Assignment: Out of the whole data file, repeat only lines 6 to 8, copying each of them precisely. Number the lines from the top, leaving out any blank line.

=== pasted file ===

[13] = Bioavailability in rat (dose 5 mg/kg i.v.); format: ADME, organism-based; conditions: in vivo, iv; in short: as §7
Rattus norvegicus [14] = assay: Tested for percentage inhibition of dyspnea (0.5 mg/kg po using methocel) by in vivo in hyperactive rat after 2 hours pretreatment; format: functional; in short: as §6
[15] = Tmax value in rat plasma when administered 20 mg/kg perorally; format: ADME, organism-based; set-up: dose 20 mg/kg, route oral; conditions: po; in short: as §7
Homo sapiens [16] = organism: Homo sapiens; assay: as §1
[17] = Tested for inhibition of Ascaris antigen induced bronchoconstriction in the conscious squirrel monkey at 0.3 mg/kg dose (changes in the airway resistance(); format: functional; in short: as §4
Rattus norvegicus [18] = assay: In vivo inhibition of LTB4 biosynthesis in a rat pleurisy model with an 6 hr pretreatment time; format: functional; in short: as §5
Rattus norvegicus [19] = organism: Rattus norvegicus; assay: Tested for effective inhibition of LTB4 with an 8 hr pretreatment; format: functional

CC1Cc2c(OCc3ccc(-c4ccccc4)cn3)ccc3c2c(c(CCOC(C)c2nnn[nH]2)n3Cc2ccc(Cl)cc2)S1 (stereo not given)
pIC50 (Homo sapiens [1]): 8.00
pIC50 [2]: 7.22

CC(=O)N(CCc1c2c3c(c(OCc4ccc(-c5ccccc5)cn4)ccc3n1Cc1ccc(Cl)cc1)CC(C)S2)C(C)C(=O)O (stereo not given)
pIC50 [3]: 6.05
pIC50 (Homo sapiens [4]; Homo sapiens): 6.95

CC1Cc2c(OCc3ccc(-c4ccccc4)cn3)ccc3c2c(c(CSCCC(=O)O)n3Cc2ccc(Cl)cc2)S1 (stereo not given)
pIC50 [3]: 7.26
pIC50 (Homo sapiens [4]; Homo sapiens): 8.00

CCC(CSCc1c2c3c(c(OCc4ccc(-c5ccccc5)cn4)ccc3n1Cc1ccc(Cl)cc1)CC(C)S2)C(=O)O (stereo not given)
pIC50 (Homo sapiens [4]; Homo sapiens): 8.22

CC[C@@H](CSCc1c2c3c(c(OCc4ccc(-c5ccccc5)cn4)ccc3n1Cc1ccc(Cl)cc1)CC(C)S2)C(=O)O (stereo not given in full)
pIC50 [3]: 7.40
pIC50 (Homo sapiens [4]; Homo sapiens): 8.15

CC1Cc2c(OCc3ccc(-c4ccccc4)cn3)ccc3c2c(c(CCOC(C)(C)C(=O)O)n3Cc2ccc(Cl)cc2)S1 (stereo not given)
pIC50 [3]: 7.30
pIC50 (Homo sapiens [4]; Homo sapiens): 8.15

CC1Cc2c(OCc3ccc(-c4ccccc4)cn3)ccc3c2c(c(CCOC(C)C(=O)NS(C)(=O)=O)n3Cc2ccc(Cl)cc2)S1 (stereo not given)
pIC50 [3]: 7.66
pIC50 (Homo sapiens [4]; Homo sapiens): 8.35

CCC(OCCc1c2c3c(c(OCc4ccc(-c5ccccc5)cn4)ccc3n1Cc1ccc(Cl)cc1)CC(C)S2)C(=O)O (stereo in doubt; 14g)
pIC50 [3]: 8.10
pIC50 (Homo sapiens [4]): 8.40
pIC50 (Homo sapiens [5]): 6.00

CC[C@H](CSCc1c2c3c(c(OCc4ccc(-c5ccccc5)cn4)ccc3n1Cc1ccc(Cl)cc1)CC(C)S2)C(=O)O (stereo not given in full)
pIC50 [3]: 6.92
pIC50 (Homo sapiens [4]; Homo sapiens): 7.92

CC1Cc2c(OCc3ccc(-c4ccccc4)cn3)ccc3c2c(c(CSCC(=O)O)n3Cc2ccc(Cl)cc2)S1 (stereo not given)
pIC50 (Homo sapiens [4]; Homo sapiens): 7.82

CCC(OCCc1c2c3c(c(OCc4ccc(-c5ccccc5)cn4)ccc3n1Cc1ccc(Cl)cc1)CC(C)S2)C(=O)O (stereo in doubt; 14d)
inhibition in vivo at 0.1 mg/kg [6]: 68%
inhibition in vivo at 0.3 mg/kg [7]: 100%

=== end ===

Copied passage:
Rattus norvegicus [18] = assay: In vivo inhibition of LTB4 biosynthesis in a rat pleurisy model with an 6 hr pretreatment time; format: functional; in short: as §5
Rattus norvegicus [19] = organism: Rattus norvegicus; assay: Tested for effective inhibition of LTB4 with an 8 hr pretreatment; format: functional

CC1Cc2c(OCc3ccc(-c4ccccc4)cn3)ccc3c2c(c(CCOC(C)c2nnn[nH]2)n3Cc2ccc(Cl)cc2)S1 (stereo not given)